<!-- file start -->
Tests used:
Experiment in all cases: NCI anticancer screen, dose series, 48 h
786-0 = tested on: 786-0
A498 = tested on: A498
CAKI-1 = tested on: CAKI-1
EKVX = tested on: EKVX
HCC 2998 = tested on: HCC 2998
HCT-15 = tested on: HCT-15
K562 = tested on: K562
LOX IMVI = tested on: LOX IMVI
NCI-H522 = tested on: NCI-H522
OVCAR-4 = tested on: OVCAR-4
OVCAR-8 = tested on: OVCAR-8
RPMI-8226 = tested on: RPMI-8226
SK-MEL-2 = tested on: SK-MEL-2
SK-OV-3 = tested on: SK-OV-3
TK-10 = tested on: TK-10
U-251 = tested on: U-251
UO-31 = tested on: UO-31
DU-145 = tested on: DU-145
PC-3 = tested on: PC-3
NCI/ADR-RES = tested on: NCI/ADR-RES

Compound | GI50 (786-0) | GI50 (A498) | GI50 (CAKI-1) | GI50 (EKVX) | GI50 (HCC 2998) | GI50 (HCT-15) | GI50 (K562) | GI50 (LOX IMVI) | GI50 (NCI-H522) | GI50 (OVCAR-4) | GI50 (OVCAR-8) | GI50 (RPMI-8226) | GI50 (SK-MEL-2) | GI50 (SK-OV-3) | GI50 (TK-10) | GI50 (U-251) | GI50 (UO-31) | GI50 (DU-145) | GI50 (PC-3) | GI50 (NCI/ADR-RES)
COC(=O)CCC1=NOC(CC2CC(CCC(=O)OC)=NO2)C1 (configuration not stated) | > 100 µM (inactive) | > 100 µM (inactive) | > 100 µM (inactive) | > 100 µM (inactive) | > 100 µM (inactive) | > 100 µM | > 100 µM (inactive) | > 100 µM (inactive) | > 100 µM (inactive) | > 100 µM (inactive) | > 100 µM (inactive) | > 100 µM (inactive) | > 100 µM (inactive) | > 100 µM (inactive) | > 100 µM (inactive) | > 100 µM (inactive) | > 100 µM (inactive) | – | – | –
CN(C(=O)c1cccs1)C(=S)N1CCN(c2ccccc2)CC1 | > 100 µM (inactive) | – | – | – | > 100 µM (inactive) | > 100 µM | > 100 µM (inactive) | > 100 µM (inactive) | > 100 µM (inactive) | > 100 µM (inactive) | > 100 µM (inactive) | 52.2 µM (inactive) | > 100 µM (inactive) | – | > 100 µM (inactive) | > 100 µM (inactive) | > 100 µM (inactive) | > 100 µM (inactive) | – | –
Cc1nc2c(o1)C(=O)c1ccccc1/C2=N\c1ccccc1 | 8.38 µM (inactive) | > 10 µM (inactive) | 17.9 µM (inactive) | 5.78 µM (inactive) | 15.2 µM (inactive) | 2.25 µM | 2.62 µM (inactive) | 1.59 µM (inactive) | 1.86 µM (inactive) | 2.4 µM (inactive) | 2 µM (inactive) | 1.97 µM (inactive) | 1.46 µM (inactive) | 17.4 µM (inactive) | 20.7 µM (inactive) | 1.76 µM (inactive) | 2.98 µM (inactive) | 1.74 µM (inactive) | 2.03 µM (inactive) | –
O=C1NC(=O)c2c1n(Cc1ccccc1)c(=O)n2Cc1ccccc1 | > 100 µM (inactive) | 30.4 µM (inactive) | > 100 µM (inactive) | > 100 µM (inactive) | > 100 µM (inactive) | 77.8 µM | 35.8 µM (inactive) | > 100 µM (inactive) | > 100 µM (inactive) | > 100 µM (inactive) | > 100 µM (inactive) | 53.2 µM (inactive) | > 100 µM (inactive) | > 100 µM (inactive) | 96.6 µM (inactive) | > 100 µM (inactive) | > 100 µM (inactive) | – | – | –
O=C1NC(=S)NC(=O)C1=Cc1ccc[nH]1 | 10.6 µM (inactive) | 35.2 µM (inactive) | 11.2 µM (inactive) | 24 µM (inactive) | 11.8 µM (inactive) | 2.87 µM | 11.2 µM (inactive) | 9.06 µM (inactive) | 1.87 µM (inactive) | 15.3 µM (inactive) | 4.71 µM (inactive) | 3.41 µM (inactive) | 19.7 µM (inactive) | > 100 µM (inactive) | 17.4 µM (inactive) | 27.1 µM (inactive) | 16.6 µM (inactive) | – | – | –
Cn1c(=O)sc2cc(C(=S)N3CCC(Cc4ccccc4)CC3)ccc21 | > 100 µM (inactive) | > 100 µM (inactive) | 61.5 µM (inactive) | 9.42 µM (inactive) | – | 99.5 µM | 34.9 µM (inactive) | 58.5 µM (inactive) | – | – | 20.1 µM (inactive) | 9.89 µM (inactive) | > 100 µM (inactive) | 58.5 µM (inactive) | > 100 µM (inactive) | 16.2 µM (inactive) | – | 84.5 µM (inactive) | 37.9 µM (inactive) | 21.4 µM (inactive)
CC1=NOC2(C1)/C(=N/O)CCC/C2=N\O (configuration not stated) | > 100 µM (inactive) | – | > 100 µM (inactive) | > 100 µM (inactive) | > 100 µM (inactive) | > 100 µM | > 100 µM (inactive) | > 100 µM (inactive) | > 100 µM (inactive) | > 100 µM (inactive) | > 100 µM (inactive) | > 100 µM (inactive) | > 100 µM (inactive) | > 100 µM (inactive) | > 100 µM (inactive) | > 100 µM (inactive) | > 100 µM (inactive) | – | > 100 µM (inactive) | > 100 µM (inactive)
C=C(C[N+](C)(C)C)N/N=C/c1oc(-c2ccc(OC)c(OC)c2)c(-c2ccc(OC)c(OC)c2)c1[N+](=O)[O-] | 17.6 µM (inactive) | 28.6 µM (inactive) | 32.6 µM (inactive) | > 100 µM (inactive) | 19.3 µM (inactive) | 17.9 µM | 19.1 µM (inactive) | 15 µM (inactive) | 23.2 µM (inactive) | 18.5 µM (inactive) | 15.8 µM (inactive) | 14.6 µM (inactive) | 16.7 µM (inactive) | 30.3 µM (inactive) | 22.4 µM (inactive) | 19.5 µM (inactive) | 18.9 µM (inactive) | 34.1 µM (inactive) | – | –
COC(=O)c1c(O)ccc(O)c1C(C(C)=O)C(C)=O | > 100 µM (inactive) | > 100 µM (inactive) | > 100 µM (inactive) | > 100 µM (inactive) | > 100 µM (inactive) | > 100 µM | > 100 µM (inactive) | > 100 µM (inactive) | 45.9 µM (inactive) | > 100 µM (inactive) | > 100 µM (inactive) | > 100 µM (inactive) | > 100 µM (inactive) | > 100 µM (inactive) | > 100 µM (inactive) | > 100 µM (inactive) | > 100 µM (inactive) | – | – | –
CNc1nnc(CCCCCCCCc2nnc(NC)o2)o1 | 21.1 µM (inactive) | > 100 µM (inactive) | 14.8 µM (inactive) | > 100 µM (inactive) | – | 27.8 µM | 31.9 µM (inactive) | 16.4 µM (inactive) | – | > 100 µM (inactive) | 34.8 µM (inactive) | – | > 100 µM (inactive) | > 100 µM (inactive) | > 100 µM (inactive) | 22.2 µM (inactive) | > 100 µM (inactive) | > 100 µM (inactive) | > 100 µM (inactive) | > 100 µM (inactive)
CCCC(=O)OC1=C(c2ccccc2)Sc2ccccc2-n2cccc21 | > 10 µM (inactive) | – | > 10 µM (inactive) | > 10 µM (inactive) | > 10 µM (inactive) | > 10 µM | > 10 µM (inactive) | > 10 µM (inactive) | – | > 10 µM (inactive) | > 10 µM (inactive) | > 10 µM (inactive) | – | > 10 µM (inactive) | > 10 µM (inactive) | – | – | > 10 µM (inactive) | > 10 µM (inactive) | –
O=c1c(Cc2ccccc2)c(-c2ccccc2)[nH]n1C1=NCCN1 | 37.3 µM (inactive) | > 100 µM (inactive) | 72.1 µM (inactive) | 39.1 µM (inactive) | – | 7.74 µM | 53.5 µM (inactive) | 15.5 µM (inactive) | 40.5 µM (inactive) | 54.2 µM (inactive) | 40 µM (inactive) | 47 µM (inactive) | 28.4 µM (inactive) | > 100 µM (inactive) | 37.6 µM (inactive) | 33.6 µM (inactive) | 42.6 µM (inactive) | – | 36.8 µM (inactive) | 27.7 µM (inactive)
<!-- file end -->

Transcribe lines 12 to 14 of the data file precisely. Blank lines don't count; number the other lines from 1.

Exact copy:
OVCAR-4 = tested on: OVCAR-4
OVCAR-8 = tested on: OVCAR-8
RPMI-8226 = tested on: RPMI-8226